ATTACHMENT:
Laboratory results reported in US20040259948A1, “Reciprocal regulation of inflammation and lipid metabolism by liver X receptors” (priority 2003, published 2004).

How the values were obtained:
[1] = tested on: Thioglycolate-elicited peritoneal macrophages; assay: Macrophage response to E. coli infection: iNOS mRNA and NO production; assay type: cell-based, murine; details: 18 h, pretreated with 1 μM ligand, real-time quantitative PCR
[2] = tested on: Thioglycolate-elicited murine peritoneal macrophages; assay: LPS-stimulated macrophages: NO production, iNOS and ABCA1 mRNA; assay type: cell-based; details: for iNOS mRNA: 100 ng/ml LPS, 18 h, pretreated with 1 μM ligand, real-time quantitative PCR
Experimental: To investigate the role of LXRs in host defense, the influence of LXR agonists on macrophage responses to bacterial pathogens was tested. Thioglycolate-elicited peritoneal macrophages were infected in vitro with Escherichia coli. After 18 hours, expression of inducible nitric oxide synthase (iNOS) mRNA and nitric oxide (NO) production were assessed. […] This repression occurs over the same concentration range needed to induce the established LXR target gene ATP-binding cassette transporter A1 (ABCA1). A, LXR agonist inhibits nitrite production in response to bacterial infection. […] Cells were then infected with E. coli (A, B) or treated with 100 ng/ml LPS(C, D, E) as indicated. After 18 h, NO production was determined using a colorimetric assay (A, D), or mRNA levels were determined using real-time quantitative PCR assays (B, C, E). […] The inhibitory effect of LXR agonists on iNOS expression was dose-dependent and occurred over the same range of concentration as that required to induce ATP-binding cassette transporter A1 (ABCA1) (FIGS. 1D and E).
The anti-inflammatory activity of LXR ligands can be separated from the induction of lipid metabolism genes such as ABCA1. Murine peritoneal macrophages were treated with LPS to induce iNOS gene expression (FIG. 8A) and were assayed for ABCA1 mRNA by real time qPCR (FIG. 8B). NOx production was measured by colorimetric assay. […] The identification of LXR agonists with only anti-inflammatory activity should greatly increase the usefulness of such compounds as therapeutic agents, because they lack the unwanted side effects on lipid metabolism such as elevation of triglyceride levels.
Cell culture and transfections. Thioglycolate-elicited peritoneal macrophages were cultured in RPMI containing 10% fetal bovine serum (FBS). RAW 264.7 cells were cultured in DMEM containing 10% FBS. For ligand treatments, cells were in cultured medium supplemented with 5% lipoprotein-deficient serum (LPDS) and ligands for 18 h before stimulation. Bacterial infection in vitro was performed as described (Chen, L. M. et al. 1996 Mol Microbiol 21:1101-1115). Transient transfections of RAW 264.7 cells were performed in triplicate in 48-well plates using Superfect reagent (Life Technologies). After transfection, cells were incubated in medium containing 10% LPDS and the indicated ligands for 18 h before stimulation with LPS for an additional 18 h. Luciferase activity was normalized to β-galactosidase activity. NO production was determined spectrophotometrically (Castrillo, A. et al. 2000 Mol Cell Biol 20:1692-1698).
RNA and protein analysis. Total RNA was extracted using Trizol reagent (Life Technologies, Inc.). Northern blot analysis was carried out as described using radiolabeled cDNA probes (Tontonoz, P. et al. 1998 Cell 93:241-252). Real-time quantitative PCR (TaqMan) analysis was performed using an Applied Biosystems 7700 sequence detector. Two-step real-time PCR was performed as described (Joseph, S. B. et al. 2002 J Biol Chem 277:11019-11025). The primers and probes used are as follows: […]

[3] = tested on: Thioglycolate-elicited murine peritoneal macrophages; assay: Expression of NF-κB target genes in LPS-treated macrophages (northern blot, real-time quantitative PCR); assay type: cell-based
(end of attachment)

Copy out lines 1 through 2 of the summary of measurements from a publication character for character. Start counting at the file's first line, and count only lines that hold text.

Laboratory results reported in US20040259948A1, “Reciprocal regulation of inflammation and lipid metabolism by liver X receptors” (priority 2003, published 2004).

How the values were obtained: